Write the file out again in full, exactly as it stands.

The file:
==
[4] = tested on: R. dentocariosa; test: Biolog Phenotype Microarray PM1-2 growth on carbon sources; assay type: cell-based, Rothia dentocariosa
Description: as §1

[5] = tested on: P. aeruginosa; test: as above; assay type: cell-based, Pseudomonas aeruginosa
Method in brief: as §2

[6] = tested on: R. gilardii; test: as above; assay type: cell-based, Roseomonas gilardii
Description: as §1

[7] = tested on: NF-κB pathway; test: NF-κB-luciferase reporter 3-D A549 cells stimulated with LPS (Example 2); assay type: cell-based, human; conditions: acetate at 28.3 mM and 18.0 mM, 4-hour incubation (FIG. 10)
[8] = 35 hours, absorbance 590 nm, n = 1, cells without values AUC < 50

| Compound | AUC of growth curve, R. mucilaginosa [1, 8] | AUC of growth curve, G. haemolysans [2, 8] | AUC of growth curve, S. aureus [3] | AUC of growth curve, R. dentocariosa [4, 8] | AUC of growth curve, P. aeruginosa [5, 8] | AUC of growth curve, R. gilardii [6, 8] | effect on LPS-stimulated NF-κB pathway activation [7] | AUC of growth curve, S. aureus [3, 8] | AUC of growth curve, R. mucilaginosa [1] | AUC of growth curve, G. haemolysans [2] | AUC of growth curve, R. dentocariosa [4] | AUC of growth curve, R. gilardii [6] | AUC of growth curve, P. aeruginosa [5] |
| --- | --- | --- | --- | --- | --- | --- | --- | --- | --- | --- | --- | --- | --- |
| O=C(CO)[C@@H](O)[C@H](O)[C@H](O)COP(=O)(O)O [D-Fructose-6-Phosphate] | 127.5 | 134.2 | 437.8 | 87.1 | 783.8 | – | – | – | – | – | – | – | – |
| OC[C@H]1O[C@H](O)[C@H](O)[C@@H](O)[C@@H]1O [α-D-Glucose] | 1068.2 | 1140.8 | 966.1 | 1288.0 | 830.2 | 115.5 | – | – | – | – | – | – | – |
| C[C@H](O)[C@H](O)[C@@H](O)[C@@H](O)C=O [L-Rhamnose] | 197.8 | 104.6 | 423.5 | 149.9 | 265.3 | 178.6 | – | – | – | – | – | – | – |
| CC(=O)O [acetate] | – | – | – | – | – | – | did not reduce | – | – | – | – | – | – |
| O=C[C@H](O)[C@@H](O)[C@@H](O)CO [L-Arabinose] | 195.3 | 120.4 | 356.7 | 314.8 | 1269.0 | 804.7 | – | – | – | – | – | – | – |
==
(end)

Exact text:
[4] = tested on: R. dentocariosa; test: Biolog Phenotype Microarray PM1-2 growth on carbon sources; assay type: cell-based, Rothia dentocariosa
Description: as §1

[5] = tested on: P. aeruginosa; test: as above; assay type: cell-based, Pseudomonas aeruginosa
Method in brief: as §2

[6] = tested on: R. gilardii; test: as above; assay type: cell-based, Roseomonas gilardii
Description: as §1

[7] = tested on: NF-κB pathway; test: NF-κB-luciferase reporter 3-D A549 cells stimulated with LPS (Example 2); assay type: cell-based, human; conditions: acetate at 28.3 mM and 18.0 mM, 4-hour incubation (FIG. 10)
[8] = 35 hours, absorbance 590 nm, n = 1, cells without values AUC < 50

| Compound | AUC of growth curve, R. mucilaginosa [1, 8] | AUC of growth curve, G. haemolysans [2, 8] | AUC of growth curve, S. aureus [3] | AUC of growth curve, R. dentocariosa [4, 8] | AUC of growth curve, P. aeruginosa [5, 8] | AUC of growth curve, R. gilardii [6, 8] | effect on LPS-stimulated NF-κB pathway activation [7] | AUC of growth curve, S. aureus [3, 8] | AUC of growth curve, R. mucilaginosa [1] | AUC of growth curve, G. haemolysans [2] | AUC of growth curve, R. dentocariosa [4] | AUC of growth curve, R. gilardii [6] | AUC of growth curve, P. aeruginosa [5] |
| --- | --- | --- | --- | --- | --- | --- | --- | --- | --- | --- | --- | --- | --- |
| O=C(CO)[C@@H](O)[C@H](O)[C@H](O)COP(=O)(O)O [D-Fructose-6-Phosphate] | 127.5 | 134.2 | 437.8 | 87.1 | 783.8 | – | – | – | – | – | – | – | – |
| OC[C@H]1O[C@H](O)[C@H](O)[C@@H](O)[C@@H]1O [α-D-Glucose] | 1068.2 | 1140.8 | 966.1 | 1288.0 | 830.2 | 115.5 | – | – | – | – | – | – | – |
| C[C@H](O)[C@H](O)[C@@H](O)[C@@H](O)C=O [L-Rhamnose] | 197.8 | 104.6 | 423.5 | 149.9 | 265.3 | 178.6 | – | – | – | – | – | – | – |
| CC(=O)O [acetate] | – | – | – | – | – | – | did not reduce | – | – | – | – | – | – |
| O=C[C@H](O)[C@@H](O)[C@@H](O)CO [L-Arabinose] | 195.3 | 120.4 | 356.7 | 314.8 | 1269.0 | 804.7 | – | – | – | – | – | – | – |